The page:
On Tuesday, Jan. 4, voters in District 4 (largely Southeast San Diego) will go to the polls to elect a new representative on the City Council. They can choose either the Rev. George Stevens, who represented them for 11 years before he was termed out of office in 2002, or Tony Young, who served as the late City Councilmember Charles Lewis' chief of staff and has been running the District 4 office since Lewis' death in August.
In CityBeat's opinion, Stevens shouldn't even be running for office. His candidacy, though determined legal by a judge thanks to a loophole in city law, is inconsistent with the will of the voters, who passed a term-limits law that said, essentially, that a termed-out City Council member should have to sit out a full term before running again. (Unfortunately, Stevens is allowed to run again because his term would be for slightly less than two years, which city law doesn't recognize as a “term” at all. So, if he wins on Jan. 4 and serves the remainder of Lewis' term, he can run again in 2006, meaning he conceivably could serve for 17 years in a span of 19 years which is not what the voters had in mind.)
But we'll set that issue aside for the moment while we list the other reasons District 4 voters should choose Tony Young.
Young's background makes him an ideal representative. He grew up in the district, attending Morse High School—he knows the area intimately. Young received a degree in socio-economics from Howard University, which we believe gives him the knowledge necessary to understand and cope with the district's unique socio-economic challenges. The several years he worked with the Urban League counseling gang members give him firsthand understanding of why young folks choose that lifestyle, and his stint as a middle-school teacher demonstrates that he understands how important education is as a preventative tool.
In matters of city policy and current events: Young supports the proposed “living wage” ordinance, in concept at least—he reserves final judgment until he sees the specifics. The living-wage ordinance would set a minimum level of pay and benefits—roughly double the federal minimum wage—for employees of companies that do business with the city. He also supports city laws that allow sick people to use marijuana as medicine and drug users to obtain clean needles, as long as the program doesn't adversely impact neighborhoods or public safety. CityBeat supports the living-wage, medical-pot and needle-exchange laws.
Young says he'll consider a proposal to build a new football stadium, but he's generally not in favor of spending public money on sports arenas for millionaire franchise owners, and we're glad to hear that.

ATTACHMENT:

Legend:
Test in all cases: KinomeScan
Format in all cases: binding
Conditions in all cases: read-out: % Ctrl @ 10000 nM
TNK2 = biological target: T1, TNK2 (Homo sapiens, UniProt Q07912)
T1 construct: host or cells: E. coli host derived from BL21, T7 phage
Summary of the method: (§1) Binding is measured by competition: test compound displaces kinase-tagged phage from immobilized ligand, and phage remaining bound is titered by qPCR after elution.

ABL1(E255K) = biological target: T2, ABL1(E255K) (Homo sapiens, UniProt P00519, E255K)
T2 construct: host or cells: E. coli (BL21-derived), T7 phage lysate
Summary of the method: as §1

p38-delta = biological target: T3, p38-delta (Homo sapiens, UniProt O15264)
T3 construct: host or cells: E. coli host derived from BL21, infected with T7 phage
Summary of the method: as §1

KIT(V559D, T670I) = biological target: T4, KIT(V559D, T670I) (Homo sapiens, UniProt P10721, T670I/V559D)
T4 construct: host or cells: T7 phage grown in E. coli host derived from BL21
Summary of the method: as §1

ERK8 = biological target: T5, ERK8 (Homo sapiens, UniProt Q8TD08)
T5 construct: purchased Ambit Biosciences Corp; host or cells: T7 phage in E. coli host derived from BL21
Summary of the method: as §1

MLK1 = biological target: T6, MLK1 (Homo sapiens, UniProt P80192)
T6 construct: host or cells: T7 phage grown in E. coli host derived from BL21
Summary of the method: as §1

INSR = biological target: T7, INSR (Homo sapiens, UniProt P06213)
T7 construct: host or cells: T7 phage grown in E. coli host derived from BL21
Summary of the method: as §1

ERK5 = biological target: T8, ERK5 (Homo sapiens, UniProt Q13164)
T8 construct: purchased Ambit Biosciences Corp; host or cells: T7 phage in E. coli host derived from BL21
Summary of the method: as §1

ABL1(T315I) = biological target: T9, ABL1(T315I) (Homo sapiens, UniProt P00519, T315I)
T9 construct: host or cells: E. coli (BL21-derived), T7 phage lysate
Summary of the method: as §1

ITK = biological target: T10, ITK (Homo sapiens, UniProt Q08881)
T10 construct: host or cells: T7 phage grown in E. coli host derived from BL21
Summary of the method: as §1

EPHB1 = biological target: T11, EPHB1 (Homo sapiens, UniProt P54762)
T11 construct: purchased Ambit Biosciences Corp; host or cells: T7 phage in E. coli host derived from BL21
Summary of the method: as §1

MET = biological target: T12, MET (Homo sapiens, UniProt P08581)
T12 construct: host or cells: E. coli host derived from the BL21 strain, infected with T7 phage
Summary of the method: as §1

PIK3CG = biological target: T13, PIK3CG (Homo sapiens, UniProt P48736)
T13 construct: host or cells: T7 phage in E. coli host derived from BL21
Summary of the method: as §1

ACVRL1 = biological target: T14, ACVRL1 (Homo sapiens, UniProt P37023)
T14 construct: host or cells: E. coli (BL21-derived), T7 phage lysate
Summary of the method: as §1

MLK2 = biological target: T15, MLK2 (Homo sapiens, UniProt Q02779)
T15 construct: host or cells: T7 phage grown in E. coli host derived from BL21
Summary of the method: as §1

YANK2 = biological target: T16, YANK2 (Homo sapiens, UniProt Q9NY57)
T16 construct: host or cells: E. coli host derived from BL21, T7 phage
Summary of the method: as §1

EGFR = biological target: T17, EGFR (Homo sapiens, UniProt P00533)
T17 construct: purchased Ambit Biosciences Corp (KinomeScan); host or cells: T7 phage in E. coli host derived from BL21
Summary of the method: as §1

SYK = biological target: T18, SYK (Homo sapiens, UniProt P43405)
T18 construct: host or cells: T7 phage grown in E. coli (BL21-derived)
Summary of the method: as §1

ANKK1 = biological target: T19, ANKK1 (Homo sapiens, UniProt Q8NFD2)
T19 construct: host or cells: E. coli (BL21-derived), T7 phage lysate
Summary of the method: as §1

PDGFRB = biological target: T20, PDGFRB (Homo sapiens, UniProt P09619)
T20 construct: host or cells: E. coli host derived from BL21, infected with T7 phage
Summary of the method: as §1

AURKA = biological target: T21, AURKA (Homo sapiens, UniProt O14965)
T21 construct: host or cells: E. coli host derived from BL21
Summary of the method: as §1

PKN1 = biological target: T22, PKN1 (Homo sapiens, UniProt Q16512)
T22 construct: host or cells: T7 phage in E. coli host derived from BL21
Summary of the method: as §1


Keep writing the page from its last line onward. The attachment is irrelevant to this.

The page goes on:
As for the city's pension funding brouhaha, Young acknowledges that his understanding of the complex issue isn't complete; he hasn't been privy to all the closed-session discussions on the matter. He says the city must fully fund the pension system, but he doesn't want the burden placed squarely on the backs of city employees. If it's determined that employee unions obtained overly generous retirement benefits, we encourage Young to consider benefit rollbacks to make fully funding the system more affordable.
Not surprisingly, public safety and economic development rank Nos. 1 and 2 when Young lists his priorities. He says he's committed not only to increasing anti-gang police presence in District 4, but also to finding grant money to pay for intervention programs for neighborhood kids. He'd like to take a seat on the Workforce Partnership's policy board in hopes of redirecting the program's funding into the most needy neighborhoods. He also wants to better the city's 6-to-6 program, which he thinks needs to be more proactive.
Every candidate running for any district in the city talks about improving economic development. Young's no exception. Sure, he'll actively seek investors for new development in blighted areas, but he also says he wants to improve the “financial literacy” of the district's residents-something as simple as teaching people the benefits of opening a checking account rather than using costly check-cashing services, for example.
Asked which members of the City Council he admires, Young cited Toni Atkins for her work on improving her district's infrastructure, Jim Madaffer for his work on parks and libraries and Michael Zucchet on downtown development issues.
George Stevens has done well for District 4, but we worry about the degree to which his religion guides his policy decisions. For example, God apparently tells Stevens to be openly hostile to the gay community, and that's not OK with us. Tony Young is our man.